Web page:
It seems as though adoptions and adoption issues make the news quite often. Whether it’s about celebrities adopting in far away country or international government power struggles between countries delaying adoptions currently in process. So what are the options if you’ve decided an international adoption is right for your family?
One popular option for U.S. families is Russia. This is a relatively stable program and approximately 1,079 children were adopted from Russia by U.S. citizens in 2010 according to State Department statistics. Russian adoptions to the U.S. peaked in 2004 when there were 5, 862 adoptions. While adoptions were not halted in 2010, they were slowed due to a U.S. – Russian dispute about the care of Russian children by Americans. More information on the recent pact between the U.S. and Russia can be found on the State Department website .
Children available for adoption usually are residing in an orphanage and include both boys and girls, 10 months of age and up. In 2010, 72% of the adoptees were between the ages of one- and four-years old. Children adopted from Russia include both healthy children and those with special needs of varying degrees. Ethnicity of Russian children varies, and may include Asian, Mediterranean or Roma, as well as Caucasian. The current social and economic problems in Russia that followed the Soviet collapse have resulted in thousands of children living in Russian orphanages.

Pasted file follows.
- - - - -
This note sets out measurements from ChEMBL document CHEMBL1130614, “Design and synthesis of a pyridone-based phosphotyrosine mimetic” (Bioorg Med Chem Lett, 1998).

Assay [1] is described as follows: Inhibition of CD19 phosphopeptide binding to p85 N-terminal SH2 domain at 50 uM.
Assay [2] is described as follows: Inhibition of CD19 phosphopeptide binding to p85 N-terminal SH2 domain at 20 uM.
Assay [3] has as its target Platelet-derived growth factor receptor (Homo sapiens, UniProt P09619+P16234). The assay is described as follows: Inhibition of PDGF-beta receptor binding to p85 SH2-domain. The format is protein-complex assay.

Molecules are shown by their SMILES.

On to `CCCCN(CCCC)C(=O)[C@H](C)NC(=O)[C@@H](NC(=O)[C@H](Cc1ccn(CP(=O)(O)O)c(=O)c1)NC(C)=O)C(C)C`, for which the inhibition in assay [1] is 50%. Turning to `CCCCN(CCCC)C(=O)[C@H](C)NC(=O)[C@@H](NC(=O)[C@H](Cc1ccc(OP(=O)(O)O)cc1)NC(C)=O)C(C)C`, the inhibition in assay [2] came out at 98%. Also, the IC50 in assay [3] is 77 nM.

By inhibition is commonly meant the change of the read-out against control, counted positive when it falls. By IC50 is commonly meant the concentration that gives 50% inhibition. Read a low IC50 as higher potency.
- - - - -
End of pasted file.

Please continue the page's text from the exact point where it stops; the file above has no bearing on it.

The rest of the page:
The typical timeframe for a Russian adoption from dossier to referral is ranges from approximately 6 – 36 months. Costs for a Russian adoption usually fall between $20,000 – $30,000 and two trips are required. Single applicants are accepted for Russian adoptions. For all families, post placement reports are required for 3 years following the adoptions.
If you would like to start the process to adopt from Russia, please contact us today and we can get your home study started and assist with putting your dossier together. Our agency has always been in good standing with Russia and has never been placed on the black-list. (The black-list is composed of agencies who are no longer allowed to process home studies or post placement reports for Russia.)